I’m In Recovery

The adult child in recovery can observe and respond to the conflict, emptiness and loneliness that stem from a parent’s substance abuse, and they can mourn the unchangeable past. They can own their truth, grieve their losses and become accountable for how they live their life today. The solution for adult children is found in the relationship between a person’s inner child and parent, which are two different sides of self. They may be able to recommend the next steps, including referring you to a mental health professional if necessary. In the absence of a stable, emotionally supportive enviornment, you learned to adapt in the only ways you knew how.

The ACA has group meetings (based on the 12-step principles of “Alcoholics Anonymous”) that are specifically designed to help adult children overcome the lasting damage of parental drinking. Children who grow up with at least one parent with alcohol use disorder can have an increased chance of experiencing negative health and behavioral outcomes. A 2014 review found that children of parents who misuse alcohol often have trouble developing emotional regulation abilities. Children of alcoholics are four times more likely than other children to develop an alcohol addiction. While about 50 percent of this risk has genetic underpinnings, the actual home environment also plays a role.

Children largely rely on their parents for guidance learning how to identify, express, and regulate emotions. But a parent with AUD may not have been able to offer the support you needed here, perhaps in part because they experienced emotional dysregulation themselves. This state of hypervigilance is a common symptom of both post-traumatic stress disorder (PTSD) and anxiety disorders. All of these behaviors can make it more difficult to form healthy, satisfying relationships.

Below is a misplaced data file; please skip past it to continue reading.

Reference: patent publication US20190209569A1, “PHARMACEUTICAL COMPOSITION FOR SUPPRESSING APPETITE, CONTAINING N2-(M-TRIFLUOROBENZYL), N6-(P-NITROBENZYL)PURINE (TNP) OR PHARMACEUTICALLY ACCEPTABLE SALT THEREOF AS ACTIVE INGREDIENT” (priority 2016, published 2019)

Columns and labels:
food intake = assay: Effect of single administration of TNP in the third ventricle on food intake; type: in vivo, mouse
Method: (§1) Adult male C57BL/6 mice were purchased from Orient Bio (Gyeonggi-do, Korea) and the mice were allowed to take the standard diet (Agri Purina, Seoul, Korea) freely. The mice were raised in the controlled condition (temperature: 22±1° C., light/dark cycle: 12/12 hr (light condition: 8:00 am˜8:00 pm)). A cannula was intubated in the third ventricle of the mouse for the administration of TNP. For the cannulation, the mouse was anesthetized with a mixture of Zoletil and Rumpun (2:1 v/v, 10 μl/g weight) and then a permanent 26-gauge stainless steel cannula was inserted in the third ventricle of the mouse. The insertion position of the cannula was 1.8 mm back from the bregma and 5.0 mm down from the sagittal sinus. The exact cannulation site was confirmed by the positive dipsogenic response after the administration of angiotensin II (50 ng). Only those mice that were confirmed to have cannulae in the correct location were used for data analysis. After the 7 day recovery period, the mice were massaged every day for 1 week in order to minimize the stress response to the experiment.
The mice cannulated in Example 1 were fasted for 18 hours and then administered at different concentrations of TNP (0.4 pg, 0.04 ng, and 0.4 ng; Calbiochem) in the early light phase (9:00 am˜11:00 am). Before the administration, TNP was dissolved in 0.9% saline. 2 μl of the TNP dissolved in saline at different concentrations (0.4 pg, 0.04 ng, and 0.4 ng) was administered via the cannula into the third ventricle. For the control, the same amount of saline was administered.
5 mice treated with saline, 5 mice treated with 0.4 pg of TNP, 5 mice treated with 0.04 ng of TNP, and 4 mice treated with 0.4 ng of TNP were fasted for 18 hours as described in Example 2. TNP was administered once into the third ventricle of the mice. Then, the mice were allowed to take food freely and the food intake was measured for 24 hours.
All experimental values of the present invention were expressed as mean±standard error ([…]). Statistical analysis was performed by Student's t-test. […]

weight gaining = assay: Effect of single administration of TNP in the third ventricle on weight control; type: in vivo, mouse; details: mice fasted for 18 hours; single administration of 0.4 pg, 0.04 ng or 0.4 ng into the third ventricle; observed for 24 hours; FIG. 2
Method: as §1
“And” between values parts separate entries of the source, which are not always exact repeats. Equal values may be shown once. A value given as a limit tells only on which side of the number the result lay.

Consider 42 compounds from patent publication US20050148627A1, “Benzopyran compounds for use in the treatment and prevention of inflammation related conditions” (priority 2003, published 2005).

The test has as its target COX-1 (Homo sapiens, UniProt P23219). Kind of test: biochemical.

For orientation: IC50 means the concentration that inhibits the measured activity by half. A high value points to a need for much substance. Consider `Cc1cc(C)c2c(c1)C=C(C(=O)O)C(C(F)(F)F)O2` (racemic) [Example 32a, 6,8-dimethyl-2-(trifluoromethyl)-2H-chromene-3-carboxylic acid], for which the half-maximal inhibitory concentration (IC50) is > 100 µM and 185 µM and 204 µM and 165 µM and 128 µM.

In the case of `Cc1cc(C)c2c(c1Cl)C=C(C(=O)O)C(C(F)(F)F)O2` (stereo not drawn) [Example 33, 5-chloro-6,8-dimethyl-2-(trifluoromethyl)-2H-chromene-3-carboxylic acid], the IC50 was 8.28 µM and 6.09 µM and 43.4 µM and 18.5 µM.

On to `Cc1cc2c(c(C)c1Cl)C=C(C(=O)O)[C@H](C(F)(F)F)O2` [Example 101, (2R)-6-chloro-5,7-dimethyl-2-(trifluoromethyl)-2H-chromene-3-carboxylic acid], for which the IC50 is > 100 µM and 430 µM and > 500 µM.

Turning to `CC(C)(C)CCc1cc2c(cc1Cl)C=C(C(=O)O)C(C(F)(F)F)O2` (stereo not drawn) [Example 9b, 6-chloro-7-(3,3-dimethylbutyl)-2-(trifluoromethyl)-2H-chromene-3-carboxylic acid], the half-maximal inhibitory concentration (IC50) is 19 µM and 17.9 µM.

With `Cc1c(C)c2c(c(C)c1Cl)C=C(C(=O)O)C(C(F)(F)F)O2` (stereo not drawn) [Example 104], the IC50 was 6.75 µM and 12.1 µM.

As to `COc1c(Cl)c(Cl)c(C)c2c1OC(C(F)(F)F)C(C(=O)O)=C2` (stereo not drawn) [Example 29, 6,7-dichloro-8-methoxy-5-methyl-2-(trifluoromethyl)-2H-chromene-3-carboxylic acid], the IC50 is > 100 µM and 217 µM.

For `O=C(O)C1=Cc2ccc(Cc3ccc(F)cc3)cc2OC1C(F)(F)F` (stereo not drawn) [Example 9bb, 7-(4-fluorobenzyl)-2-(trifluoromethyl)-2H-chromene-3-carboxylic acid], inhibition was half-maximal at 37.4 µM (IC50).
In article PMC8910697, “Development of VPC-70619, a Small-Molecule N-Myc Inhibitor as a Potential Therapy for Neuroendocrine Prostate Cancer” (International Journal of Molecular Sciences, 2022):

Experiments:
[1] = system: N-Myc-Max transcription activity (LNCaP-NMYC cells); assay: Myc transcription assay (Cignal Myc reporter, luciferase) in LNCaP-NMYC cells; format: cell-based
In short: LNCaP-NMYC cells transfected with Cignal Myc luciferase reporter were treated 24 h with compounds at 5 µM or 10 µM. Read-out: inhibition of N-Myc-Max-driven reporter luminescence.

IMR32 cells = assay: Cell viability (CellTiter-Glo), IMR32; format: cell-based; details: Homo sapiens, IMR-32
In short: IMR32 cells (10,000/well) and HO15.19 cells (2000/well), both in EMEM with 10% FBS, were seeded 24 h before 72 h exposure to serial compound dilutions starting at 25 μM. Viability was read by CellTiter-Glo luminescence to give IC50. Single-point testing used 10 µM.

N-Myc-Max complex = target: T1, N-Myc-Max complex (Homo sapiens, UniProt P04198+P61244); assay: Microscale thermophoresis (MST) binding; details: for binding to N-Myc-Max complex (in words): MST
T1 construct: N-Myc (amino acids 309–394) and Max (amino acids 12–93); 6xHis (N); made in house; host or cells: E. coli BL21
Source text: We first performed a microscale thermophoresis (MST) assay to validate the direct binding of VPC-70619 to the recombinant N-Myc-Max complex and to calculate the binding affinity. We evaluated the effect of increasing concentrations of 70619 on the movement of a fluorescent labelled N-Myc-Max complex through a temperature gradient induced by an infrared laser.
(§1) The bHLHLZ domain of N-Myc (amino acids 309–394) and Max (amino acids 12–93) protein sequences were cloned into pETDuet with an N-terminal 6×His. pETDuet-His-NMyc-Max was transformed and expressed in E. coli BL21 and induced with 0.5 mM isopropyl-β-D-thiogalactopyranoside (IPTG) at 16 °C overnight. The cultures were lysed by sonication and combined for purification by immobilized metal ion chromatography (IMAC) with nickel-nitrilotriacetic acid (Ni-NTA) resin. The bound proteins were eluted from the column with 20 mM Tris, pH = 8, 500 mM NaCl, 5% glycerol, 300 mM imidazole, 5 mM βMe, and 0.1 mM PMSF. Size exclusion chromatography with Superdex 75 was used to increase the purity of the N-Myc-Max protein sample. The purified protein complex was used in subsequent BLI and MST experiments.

Having experienced this struggle firsthand, he recognizes the importance of addressing the underlying trauma and finding closure in peace. All participants tried to adjust or navigate around their parents when they drank, or when the drinking escalated into verbal fights and/or violence. Given this secrecy, the investigators wanted to better understand their experience, with a particular interest in what kinds of support they need and the coping strategies they use. Our hope is merely to capture the spirit of the fellowships, and to approach people with the language they commonly use to describe the disease of addiction. Sherry Gaba, LCSW, is a licensed psychotherapist/author specializing in addictions, codependency, and underlying issues such as depression, trauma, and anxiety.

The children’s stories also demonstrated competence, in which they employed effective strategies to cope with the myriad of challenges wreaked by their parent’s alcoholism. Hagströma and Forinder found that these coping strategies changed as the participants grew from children to adolescents, and to adults with increasing independence from their parents. On the one hand, the children framed themselves as vulnerable victims forced to navigate their parent’s alcoholism, which often encompassed severe neglect, domestic violence, and sexual abuse. They described feeling powerless, without resources to cope with distress and risk, and a desperate need for protection and care.